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Later, Frank’s starting his third cigar of the day and sitting on the back porch of his “vacation” house, eagerly awaiting the moment he can spark up the barbecues. The cigar was hand crafted by a buddy of his in the city to the south. It has a bitter sort of taste, like a beer with too much hops, but Frank likes the idea that somebody made it with him in mind. Cubans got nothing on a smoke stick made with love. Frank’s already calculated that, if he has a cigar every two hours, the entire stash he’s been gifted will last until he’s drunk enough to pass out between the ample breasts of a stripper or two in the hammock by the edge of the woods.

The “vacation” house used to belong to somebody else, but then they disappeared. Frank had nothing to do with it. The humorless people that don’t believe in partying who oversee Frank are the ones that “relocated” whoever had this place last. It’s right in Frank’s town and he didn’t even know the motherfucker, but when it comes to the people that tell Frank what to do, he’s not surprised about any of the sneaky things they conduct in plain sight. Around the world, even.

Despite his name, Frank ‘The Facefucker’ doesn’t always make a big show out of killing people. The Tony Mantana lifestyle is fictitious, mostly. Murder is for those cartel dogs in Mexico. In America, when you operate outside the law, you kill only as a dead to last resort. Or when you’re sure nobody the earth over will miss whoever fucked with you and thought they could get away with it. People in this red neck of the world like to talk up a killing just like they do their varsity football games all the way back in high school. There’s that one touchdown people keep going on and on about, even if it’s the only one they ever got. In the real world, all that Wild West shit is the stuff of fiction. People don’t get murdered, not often at least, but plenty get beat raw and bloody, over and over. Today, on the anniversary of this country’s glorious birth, Frank and the people he does business with, the people he even likes to call his friends from time to time, they all get together and forget about what they’re doing, and instead reminisce on what they’ve done. On all the fan-fucking-tastic touchdowns they’ve scored.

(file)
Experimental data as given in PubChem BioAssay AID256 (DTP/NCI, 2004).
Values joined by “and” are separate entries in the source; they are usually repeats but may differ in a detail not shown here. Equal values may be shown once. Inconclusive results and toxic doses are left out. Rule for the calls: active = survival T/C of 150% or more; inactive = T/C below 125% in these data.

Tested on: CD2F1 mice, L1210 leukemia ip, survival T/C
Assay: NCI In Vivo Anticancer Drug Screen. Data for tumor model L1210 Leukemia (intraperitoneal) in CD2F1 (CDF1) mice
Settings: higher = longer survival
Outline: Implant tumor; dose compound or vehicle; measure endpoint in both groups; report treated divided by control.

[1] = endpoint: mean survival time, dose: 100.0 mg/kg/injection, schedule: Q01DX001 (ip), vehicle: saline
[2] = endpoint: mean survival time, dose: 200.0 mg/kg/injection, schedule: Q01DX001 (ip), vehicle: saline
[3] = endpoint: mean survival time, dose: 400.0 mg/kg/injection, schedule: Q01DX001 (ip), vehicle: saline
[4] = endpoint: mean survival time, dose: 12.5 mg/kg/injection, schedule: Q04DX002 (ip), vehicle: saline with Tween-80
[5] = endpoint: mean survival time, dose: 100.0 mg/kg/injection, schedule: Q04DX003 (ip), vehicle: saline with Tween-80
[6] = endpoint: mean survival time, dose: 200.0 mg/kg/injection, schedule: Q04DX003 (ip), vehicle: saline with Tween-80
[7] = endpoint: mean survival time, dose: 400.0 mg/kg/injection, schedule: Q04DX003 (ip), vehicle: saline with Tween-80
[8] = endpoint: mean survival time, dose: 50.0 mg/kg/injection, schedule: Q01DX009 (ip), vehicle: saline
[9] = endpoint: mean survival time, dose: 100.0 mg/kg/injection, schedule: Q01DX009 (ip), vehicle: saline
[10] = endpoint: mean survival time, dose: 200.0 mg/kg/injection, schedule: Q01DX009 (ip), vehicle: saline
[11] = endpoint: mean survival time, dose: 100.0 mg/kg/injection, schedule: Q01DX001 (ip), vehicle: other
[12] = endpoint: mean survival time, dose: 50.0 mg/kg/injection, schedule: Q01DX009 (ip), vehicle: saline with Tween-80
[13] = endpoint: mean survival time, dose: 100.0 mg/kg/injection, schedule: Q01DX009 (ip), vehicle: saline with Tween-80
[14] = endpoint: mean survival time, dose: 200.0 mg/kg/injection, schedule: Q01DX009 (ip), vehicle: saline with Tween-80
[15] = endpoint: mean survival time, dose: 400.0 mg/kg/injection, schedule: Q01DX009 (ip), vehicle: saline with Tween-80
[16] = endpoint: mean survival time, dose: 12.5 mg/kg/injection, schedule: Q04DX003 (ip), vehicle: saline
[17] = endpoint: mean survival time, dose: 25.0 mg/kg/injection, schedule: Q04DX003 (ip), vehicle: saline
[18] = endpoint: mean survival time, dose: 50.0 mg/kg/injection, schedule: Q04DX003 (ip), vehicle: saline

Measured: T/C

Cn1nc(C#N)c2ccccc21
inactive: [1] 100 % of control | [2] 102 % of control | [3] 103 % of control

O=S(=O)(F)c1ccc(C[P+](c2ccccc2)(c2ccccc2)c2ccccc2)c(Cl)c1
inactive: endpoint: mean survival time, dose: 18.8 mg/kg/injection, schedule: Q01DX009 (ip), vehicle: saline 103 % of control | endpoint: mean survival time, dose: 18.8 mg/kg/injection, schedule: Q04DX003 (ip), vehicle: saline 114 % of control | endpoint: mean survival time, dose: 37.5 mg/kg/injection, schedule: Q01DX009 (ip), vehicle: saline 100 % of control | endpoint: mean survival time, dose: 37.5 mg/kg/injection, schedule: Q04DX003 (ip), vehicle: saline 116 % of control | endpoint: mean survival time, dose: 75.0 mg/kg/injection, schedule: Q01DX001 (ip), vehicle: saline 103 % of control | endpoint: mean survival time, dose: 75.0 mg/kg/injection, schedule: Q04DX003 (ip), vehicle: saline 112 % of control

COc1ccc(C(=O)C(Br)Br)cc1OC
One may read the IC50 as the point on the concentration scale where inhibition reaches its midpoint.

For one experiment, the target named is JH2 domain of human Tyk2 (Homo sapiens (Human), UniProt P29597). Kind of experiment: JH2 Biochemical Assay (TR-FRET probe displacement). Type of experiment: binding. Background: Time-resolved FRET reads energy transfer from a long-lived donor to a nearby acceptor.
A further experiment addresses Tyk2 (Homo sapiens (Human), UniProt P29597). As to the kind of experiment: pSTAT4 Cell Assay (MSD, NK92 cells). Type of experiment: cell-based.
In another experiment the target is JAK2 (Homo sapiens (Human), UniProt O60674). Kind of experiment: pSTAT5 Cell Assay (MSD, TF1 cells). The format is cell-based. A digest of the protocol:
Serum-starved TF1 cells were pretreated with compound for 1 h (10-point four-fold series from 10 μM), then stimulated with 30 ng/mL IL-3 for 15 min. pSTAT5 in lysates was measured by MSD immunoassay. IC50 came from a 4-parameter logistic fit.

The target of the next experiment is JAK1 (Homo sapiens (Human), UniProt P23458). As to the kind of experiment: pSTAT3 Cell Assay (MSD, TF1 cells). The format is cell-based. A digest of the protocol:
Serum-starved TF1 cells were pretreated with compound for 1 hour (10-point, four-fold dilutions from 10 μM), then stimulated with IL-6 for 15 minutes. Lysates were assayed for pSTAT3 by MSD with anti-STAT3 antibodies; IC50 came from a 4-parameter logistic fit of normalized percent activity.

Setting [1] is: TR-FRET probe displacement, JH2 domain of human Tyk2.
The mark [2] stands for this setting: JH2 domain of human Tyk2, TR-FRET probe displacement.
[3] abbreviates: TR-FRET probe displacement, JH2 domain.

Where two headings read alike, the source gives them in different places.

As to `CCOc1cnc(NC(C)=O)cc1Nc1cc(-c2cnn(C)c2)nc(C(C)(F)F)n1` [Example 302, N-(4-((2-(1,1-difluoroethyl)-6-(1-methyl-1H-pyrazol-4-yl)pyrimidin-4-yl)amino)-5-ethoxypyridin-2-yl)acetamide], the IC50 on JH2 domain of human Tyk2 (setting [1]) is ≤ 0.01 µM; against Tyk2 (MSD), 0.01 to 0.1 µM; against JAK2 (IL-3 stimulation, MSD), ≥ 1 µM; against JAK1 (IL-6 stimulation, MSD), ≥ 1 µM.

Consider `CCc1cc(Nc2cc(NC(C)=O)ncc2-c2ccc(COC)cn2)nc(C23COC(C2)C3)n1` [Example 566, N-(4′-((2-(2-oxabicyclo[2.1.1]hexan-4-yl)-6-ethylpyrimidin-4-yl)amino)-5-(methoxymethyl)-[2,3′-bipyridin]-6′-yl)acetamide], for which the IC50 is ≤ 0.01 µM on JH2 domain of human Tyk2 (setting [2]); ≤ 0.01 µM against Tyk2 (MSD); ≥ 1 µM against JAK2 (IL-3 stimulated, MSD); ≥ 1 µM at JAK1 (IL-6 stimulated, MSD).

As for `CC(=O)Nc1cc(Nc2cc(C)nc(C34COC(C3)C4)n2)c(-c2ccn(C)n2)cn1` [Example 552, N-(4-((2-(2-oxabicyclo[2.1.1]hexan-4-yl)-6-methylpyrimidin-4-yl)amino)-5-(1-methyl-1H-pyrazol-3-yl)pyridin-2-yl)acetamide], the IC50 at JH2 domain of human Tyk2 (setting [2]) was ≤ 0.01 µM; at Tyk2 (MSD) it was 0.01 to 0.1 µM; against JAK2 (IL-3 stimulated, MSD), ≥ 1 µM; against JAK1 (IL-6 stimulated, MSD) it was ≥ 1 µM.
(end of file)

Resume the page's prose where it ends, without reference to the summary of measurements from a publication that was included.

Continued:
“You seen the garage yet?” Rick, the one who isn’t fat and spilling beer over himself while wearing a white bathing suit that’s too tight, asks Frank.

“Well, is the garage full of what I want to see?” Frank grins, clenching the cigar between his teeth.

“Hoh yeah.” Rick, who’s hardly in his mid-twenties, smiles, nervously. “We got more on the way, too. Marv and Buzz are coming and they got a couple we can all play with now, y’know, so the girls can dance around with the sparklers and shit.”

“Alright, alright, let’s take a peek at what the stash is, man.” Frank doesn’t have a son and his little girl’s enough for him, far as kids go. Still, he likes treating the non-fat and stupid Rick special every now and then. He feels like the kid, and other young people he’s employed in the past, kind of look up to him, even if they’re a little afraid cause of all the touchdown talk everybody loves to exaggerate. Nobody’s with their families today, but that’s alright, today’s something special, just for the crew, to celebrate all the work they’ve done for close to a decade now. Frank’s crew runs a standup operation, far as those humorless people up above that keep their fingers to the strings are concerned.

“Gonna love this. We went to like ten different stores, found the biggest ones.” Frank lets Rick lead the way to the two-car garage. Town’s just down the road and it’s still probably the only house for fifteen miles that has a two-car garage.

“Say, I sure gave enough money for the best, didn’t I?”

“Of course, yeah, I’ve got that, about eighty bucks left, we couldn’t fit anymore.”

“Jeez, eighty bucks? Shoulda spent it on some whiskey or something man, don’t go bringing me back eighty bucks after I told you to spend four grand. The fuck brother?” Frank could bust the kid’s balls all day, it’s too rewarding seeing how red his face grows and how twitchy he gets.

“Alright, alright yea, I’ll have Marv and Buzz run out, get us top shelf shit.”

“I already got top shelf shit. You make them pick out some top shelf shit, then surprise them and tell them they get to keep it, that’s how you make the people that do shit for ya happy, you see?”

“Cool, cool.”

Frank follows his little apprentice into the garage and… “Holy mother of god.”